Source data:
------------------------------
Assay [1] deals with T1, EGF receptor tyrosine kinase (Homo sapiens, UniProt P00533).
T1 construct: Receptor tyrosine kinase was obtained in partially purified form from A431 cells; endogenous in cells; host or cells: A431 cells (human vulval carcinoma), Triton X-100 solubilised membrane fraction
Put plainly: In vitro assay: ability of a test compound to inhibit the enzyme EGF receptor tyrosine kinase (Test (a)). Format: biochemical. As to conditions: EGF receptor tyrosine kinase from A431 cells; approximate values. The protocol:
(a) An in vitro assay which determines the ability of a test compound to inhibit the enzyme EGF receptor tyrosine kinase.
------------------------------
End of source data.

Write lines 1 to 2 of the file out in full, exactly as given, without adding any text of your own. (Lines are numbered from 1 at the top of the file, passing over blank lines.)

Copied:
Assay [1] deals with T1, EGF receptor tyrosine kinase (Homo sapiens, UniProt P00533).
T1 construct: Receptor tyrosine kinase was obtained in partially purified form from A431 cells; endogenous in cells; host or cells: A431 cells (human vulval carcinoma), Triton X-100 solubilised membrane fraction